Player Makes a Case Why the Creation Engine Isn’t the Problem in Starfield


todd howard

Despite its successful launch on September 6, Bethesda’s latest open-world RPG, Starfield, is now swamped with one negative review to another.

While some experts like Paul Tassi believe Starfield can still bounce back given time and additional content, some, including appreciative fans who continue to play the game, acknowledge that Starfield is seriously flawed.

One of these is YouTuber Alex Adrift, who believes that the much-maligned Creation Engine is not the culprit to Starfield’s current shortcomings.

In a well-presented video uploaded to his YouTube channel, Alex makes a case that Bethesda caused its own space explorer’s woes.

Alex, for instance, points to the linear nature of Starfield’s mission design, which he said was designed that way to make Starfield endless. This is not a flaw in the Creation Engine, which does not decide on this game mechanic on its own.

Instead, it is a conceptualization issue over which Bethesda has total control.

Comparing it to its equally successful predecessors, Alex said that Starfield could’ve focused on content creation, character development, and story conceptualization instead of procedurally-generated environments that offer nothing new for the player.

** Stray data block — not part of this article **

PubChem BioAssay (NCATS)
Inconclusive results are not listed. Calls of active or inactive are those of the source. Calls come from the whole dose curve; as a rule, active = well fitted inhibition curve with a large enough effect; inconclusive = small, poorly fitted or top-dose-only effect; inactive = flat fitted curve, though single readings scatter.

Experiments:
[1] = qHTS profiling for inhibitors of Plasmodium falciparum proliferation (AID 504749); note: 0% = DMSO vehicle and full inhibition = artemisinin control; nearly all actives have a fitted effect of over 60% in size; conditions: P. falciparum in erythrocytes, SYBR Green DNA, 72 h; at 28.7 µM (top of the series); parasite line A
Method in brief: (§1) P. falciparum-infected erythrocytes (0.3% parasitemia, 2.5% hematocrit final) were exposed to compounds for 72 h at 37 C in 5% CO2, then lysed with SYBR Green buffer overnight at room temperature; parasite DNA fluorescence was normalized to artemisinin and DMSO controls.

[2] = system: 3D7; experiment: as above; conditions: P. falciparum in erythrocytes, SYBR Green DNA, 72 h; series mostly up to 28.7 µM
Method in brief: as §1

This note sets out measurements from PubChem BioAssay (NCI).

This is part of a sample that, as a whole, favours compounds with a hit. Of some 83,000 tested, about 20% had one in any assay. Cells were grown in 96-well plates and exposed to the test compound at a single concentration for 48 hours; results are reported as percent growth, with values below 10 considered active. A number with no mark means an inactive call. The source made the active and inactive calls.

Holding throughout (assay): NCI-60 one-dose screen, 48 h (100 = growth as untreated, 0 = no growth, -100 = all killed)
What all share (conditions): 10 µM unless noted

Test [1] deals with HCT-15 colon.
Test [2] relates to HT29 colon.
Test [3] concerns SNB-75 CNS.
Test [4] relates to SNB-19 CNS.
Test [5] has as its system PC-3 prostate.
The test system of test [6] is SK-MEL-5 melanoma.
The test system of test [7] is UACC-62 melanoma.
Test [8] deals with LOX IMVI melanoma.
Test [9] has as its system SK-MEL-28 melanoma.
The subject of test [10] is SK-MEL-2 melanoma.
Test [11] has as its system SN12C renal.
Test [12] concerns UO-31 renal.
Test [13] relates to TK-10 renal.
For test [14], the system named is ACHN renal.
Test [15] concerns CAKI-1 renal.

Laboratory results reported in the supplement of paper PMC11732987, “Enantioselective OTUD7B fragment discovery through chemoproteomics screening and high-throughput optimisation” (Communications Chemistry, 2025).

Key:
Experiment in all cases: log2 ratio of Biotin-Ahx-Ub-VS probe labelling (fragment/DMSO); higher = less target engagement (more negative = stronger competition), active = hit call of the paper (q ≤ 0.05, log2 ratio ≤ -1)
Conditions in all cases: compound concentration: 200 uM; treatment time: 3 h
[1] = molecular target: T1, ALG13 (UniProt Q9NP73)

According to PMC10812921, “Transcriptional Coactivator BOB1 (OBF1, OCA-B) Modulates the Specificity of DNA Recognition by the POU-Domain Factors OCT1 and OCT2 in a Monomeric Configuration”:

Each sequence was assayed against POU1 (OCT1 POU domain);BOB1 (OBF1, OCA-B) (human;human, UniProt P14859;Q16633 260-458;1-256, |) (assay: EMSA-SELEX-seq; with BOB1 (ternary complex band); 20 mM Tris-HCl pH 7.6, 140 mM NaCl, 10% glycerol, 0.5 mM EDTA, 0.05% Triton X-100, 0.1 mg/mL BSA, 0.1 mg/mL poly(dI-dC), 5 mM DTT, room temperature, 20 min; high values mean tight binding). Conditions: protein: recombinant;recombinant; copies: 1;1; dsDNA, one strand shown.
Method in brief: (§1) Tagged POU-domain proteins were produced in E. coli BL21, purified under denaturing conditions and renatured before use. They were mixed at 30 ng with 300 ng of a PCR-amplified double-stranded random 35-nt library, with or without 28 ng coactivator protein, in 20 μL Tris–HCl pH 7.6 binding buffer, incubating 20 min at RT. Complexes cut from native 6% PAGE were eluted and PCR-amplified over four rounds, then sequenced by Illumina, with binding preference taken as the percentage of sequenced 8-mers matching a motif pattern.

Again, the YouTuber maintains that this is not a shortcoming that can be blamed on the Creation Engine but rather on the design and development choices that Bethesda had made.

Finally, Alex finished the video by agreeing that the Creation Engine has flaws, but it’s not the sole culprit of all the bugs that Starfield is experiencing, as most players suggest.

Hopefully, Starfield can start coming back with the chain of updates that Bethesda is promising will trickle next year in six-week intervals. They have even promised “new ways to travel,” which most players expect to be planetary vehicles that can improve exploration.

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